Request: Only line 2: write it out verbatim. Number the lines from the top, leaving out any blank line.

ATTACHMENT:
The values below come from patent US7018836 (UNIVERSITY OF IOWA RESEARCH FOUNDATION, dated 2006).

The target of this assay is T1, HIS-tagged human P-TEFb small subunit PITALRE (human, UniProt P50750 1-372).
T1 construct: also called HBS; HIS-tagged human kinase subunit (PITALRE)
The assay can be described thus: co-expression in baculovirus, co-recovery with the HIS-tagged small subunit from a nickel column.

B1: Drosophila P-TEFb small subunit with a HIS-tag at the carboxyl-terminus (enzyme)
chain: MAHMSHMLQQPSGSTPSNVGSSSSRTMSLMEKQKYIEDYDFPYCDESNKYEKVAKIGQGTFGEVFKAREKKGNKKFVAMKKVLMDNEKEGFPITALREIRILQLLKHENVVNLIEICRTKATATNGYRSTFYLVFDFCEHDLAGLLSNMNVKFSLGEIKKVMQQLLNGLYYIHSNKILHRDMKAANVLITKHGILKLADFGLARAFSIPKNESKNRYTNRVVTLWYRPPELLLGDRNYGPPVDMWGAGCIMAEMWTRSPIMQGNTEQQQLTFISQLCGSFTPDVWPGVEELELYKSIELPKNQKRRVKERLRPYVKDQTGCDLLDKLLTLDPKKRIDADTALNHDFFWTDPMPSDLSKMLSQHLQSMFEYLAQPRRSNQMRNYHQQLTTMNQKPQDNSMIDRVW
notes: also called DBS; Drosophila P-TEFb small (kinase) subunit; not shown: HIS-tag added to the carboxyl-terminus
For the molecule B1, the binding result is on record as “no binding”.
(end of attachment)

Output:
The target of this assay is T1, HIS-tagged human P-TEFb small subunit PITALRE (human, UniProt P50750 1-372).